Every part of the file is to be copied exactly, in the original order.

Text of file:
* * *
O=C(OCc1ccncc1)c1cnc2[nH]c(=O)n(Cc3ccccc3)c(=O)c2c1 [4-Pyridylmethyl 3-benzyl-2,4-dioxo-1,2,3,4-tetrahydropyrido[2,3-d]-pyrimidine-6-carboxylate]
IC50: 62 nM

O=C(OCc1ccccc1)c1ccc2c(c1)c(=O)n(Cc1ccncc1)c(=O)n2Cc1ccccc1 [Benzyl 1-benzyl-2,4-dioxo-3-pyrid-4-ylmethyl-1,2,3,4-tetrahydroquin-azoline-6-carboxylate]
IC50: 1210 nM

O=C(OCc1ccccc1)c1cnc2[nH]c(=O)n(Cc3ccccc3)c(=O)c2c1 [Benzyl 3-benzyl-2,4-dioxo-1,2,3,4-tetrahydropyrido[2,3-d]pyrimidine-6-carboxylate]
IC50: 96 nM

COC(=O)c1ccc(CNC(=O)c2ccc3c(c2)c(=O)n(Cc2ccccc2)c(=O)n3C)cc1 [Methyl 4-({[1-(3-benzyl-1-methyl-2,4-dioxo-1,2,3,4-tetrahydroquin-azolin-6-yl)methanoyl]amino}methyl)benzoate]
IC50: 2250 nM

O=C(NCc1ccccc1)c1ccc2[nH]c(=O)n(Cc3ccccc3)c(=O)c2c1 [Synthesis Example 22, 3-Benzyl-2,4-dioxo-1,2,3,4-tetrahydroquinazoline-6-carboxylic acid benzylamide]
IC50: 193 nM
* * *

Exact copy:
O=C(OCc1ccncc1)c1cnc2[nH]c(=O)n(Cc3ccccc3)c(=O)c2c1 [4-Pyridylmethyl 3-benzyl-2,4-dioxo-1,2,3,4-tetrahydropyrido[2,3-d]-pyrimidine-6-carboxylate]
IC50: 62 nM

O=C(OCc1ccccc1)c1ccc2c(c1)c(=O)n(Cc1ccncc1)c(=O)n2Cc1ccccc1 [Benzyl 1-benzyl-2,4-dioxo-3-pyrid-4-ylmethyl-1,2,3,4-tetrahydroquin-azoline-6-carboxylate]
IC50: 1210 nM

O=C(OCc1ccccc1)c1cnc2[nH]c(=O)n(Cc3ccccc3)c(=O)c2c1 [Benzyl 3-benzyl-2,4-dioxo-1,2,3,4-tetrahydropyrido[2,3-d]pyrimidine-6-carboxylate]
IC50: 96 nM

COC(=O)c1ccc(CNC(=O)c2ccc3c(c2)c(=O)n(Cc2ccccc2)c(=O)n3C)cc1 [Methyl 4-({[1-(3-benzyl-1-methyl-2,4-dioxo-1,2,3,4-tetrahydroquin-azolin-6-yl)methanoyl]amino}methyl)benzoate]
IC50: 2250 nM

O=C(NCc1ccccc1)c1ccc2[nH]c(=O)n(Cc3ccccc3)c(=O)c2c1 [Synthesis Example 22, 3-Benzyl-2,4-dioxo-1,2,3,4-tetrahydroquinazoline-6-carboxylic acid benzylamide]
IC50: 193 nM